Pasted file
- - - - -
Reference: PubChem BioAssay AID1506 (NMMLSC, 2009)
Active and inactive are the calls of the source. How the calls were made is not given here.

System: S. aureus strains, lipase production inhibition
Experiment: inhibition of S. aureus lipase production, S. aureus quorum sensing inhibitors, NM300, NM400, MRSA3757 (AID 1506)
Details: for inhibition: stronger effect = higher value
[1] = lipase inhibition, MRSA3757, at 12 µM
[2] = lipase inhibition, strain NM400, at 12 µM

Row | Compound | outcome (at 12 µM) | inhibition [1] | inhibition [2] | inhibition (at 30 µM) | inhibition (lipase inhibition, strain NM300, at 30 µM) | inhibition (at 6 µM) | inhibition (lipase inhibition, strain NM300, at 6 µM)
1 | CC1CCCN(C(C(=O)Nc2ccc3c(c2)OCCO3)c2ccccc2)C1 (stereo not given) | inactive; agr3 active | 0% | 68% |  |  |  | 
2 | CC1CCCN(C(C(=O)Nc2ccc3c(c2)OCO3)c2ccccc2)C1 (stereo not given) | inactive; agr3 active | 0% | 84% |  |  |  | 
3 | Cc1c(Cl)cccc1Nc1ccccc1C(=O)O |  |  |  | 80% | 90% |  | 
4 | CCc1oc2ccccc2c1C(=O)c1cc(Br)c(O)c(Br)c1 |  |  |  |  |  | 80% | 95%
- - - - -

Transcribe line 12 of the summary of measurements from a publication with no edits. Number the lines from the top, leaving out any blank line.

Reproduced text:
4 | CCc1oc2ccccc2c1C(=O)c1cc(Br)c(O)c(Br)c1 |  |  |  |  |  | 80% | 95%